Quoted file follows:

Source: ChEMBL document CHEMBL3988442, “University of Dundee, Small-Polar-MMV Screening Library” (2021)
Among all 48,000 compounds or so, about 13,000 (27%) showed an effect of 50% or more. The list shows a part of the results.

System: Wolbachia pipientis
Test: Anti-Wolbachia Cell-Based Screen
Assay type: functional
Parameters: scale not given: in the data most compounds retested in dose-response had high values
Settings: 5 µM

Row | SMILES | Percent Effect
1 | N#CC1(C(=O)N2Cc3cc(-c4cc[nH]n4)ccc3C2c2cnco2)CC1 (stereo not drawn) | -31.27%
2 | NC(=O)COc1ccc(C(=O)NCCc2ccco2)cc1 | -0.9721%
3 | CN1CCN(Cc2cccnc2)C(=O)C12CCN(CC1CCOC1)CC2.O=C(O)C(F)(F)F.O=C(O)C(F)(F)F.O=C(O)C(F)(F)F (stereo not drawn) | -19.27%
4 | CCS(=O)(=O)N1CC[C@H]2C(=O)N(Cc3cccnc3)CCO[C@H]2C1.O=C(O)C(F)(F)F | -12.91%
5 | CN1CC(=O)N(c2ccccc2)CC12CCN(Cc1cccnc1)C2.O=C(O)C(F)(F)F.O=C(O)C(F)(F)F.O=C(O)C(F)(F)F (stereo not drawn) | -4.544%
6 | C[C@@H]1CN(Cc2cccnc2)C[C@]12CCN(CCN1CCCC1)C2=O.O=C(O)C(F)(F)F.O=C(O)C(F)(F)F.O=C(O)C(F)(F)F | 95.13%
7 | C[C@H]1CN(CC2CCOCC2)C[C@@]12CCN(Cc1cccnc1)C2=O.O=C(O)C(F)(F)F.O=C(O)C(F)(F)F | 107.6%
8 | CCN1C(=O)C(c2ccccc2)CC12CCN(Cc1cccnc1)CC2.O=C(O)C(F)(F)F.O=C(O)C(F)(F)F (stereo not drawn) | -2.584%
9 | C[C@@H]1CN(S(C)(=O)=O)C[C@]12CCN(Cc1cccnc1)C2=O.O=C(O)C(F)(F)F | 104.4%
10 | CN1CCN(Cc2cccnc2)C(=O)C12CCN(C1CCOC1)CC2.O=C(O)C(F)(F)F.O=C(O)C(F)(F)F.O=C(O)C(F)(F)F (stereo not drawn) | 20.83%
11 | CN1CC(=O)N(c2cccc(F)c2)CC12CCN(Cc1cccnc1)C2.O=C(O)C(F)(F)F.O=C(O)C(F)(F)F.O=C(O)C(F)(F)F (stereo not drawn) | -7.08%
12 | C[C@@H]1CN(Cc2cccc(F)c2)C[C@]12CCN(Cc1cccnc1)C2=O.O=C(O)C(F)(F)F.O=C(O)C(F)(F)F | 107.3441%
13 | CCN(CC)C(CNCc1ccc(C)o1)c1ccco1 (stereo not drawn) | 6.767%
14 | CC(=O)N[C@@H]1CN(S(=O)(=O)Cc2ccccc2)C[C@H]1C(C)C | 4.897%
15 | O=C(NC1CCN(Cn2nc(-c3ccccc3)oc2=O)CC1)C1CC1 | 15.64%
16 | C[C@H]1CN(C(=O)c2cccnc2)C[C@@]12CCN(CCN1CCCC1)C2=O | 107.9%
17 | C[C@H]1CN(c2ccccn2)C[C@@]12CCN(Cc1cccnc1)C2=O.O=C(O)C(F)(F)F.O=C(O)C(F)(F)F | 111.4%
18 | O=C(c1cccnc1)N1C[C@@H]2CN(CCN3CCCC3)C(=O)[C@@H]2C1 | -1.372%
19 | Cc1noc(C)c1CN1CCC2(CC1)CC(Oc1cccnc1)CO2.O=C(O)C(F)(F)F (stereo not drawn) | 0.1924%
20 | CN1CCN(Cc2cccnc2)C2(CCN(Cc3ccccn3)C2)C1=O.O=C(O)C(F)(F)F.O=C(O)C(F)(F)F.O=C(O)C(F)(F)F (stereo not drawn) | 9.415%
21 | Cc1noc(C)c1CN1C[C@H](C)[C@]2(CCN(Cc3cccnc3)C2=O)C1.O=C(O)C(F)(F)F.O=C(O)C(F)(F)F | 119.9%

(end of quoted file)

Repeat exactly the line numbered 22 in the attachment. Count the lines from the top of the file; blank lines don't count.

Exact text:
14 | CC(=O)N[C@@H]1CN(S(=O)(=O)Cc2ccccc2)C[C@H]1C(C)C | 4.897%